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Editorial columns

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Colleges united for affordability

Ask parents if they want their children to go to college, and you will almost always get a “yes.”

However, that “yes” is often followed by a “but,” that “but” being a concern over college costs and student debt.

That’s something Indiana’s 31 private colleges and universities are concerned about, too, and working hard to control.

Several have frozen tuition, others have guaranteed the same tuition for all four years, and another has instituted a loan repayment assistance program. Most of our campuses have offered lower summer credit-hour rates for years and several now offer a cost-saving, formal three-year bachelor’s degree (with the others making it possible on an individual basis).

As individual state grants and other sources of financial assistance have declinedduring the recession, Indiana’s private colleges and universities have been rapidly moving to fill the gaps created by that loss by expanding the amount of institutional aid that they award students and families. From 2005-06 to 2009-10, our campuses have increased their institutional aid to students by 41 percent; in 2009-10 (the most current year for which data are available), it totaled more than $600 million.

Although efforts such as these are the ones that are most visible to the public, I want Indiana families to know that our colleges have also been aggressively pursuing internal efficiencies and cost savings that will play just as important a role – if not more – in controlling college costs over the long term.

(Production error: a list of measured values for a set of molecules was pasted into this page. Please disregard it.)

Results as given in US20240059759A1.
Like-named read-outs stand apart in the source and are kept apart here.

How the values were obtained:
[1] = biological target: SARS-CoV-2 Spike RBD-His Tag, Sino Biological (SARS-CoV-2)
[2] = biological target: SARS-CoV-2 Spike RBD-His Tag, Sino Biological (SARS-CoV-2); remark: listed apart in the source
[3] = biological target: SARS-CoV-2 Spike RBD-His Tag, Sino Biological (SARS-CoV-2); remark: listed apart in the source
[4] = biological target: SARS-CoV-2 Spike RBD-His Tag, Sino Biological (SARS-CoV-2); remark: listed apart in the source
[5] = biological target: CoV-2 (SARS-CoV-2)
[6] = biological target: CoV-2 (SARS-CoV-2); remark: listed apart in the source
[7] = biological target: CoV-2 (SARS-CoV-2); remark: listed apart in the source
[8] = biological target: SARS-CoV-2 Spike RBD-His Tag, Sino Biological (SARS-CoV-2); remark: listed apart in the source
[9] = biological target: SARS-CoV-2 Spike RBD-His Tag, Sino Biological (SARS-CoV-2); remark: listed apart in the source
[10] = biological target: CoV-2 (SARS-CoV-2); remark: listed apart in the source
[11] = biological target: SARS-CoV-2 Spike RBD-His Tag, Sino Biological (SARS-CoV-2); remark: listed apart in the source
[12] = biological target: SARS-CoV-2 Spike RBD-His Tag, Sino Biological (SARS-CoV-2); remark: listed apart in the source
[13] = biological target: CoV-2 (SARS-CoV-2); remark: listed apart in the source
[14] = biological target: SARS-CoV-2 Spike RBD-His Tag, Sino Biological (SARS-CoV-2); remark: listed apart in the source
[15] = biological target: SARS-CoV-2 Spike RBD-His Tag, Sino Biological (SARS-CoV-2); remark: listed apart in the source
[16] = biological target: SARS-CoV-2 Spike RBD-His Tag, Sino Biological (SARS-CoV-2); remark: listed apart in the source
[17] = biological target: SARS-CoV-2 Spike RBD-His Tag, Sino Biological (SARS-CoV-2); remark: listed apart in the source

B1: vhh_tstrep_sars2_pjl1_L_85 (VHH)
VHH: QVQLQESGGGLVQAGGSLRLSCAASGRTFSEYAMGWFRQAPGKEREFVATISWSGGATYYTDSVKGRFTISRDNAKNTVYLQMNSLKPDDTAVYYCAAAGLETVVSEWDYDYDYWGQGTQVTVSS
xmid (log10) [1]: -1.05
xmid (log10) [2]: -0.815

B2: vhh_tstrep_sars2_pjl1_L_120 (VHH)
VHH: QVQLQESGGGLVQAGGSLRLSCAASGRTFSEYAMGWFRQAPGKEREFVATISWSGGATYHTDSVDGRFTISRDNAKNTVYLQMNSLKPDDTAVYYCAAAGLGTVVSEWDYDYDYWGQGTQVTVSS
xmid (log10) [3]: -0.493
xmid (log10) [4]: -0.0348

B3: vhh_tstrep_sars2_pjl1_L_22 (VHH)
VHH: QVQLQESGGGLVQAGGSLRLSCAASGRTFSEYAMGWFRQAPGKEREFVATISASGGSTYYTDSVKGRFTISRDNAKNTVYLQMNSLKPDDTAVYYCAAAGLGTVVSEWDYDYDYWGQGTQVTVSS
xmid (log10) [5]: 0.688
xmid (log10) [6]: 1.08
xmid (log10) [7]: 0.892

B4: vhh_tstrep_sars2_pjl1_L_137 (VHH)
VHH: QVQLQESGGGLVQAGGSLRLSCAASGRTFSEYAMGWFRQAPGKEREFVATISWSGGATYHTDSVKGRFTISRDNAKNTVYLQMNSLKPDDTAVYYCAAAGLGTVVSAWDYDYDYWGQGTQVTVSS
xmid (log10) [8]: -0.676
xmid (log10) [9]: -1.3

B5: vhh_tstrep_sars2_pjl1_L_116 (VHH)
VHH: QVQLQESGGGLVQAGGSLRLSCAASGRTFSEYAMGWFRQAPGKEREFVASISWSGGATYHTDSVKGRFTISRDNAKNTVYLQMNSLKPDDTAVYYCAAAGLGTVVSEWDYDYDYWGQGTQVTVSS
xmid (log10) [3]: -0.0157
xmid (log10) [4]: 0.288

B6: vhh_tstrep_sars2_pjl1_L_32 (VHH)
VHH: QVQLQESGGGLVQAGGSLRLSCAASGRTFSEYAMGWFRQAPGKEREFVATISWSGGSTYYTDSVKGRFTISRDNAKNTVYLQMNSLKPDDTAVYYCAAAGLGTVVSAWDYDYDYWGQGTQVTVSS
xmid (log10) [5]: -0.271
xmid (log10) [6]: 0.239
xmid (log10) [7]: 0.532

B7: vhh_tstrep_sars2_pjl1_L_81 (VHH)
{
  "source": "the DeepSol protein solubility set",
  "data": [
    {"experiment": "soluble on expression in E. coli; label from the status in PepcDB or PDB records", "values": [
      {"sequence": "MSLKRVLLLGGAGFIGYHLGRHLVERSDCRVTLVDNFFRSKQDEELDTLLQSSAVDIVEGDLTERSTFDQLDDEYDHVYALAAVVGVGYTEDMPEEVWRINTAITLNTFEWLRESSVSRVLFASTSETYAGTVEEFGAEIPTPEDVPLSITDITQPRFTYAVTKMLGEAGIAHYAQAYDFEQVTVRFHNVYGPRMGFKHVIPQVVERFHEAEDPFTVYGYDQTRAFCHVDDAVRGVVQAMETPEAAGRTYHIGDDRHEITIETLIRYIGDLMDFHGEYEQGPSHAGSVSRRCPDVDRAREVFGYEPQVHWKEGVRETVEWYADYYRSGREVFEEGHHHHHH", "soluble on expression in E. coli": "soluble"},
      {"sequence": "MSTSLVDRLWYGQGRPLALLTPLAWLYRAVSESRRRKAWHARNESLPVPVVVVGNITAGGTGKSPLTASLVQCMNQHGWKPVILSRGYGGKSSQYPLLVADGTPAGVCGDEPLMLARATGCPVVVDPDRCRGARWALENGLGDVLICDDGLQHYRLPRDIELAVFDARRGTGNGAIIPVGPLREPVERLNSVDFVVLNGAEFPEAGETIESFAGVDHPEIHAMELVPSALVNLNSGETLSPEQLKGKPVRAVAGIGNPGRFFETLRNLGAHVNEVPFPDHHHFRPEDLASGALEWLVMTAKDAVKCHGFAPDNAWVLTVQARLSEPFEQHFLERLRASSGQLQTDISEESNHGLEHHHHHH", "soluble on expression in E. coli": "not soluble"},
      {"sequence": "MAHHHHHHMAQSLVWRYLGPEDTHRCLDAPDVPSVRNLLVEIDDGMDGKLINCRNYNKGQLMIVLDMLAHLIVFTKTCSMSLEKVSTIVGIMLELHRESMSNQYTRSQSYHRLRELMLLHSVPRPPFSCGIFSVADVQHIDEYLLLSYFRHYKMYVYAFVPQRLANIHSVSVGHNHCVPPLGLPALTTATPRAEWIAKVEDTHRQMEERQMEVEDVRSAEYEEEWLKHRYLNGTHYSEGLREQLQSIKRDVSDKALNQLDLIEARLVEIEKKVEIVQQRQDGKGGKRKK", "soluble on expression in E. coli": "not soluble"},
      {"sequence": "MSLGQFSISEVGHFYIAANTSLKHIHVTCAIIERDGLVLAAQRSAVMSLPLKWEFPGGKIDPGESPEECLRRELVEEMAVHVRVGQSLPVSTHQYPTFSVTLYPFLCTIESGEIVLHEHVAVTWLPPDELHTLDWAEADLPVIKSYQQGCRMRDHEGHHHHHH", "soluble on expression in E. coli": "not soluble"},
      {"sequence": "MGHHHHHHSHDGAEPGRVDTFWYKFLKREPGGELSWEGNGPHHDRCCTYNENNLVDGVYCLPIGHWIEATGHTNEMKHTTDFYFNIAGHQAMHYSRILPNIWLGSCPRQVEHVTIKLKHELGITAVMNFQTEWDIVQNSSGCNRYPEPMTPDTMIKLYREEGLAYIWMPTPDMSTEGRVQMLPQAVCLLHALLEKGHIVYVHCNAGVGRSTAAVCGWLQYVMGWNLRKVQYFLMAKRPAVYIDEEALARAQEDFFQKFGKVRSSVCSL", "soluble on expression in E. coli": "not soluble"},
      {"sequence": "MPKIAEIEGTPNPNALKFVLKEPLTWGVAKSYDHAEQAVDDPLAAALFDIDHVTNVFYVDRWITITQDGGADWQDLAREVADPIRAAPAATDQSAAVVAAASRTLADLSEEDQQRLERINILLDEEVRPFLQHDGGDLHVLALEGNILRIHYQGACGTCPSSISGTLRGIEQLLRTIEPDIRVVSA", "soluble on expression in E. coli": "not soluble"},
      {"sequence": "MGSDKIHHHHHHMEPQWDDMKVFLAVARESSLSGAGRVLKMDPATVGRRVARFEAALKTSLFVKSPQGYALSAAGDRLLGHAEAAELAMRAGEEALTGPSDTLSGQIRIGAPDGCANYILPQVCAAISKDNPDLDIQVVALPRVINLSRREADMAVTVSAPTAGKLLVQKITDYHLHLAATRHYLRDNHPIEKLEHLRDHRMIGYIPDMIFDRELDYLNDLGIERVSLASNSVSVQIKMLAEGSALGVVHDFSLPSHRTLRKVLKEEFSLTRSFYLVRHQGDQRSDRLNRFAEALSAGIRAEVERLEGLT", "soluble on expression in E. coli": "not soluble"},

For a decade now, our campuses have been collaborating on joint purchasing agreements, negotiating better prices based on larger volumes.

Last year alone, more than $10 million in total purchases flowed through such agreements.

That is just the start. More and exponentially larger types of cost-saving and productivity-enhancing collaborations are possible – and coming.

Just a few weeks ago, campuses consulted on ways to combat the rising costs of employee health benefits and the potential for pooling or group purchase of such services.

Some institutions have already been doing this in the area of risk management insurance, resulting in almost 50 percent savings in premiums over the past three years.

Another group of campuses is studying ways to share remote data storage and disaster recovery technology.

Others have begun to discuss the possibility of consolidating some non-student, non-classroom functions at one site to reduce overhead.

Independent colleges and universities exist at the will of their supporters – parents, students, donors, alumni and others – and are committed to continuing to focus our resources on making academic excellence and choice affordable for all Indiana families.

Richard L. Ludwick is the president & CEO of the Independent Colleges of Indiana. He wrote this for Indiana newspapers.

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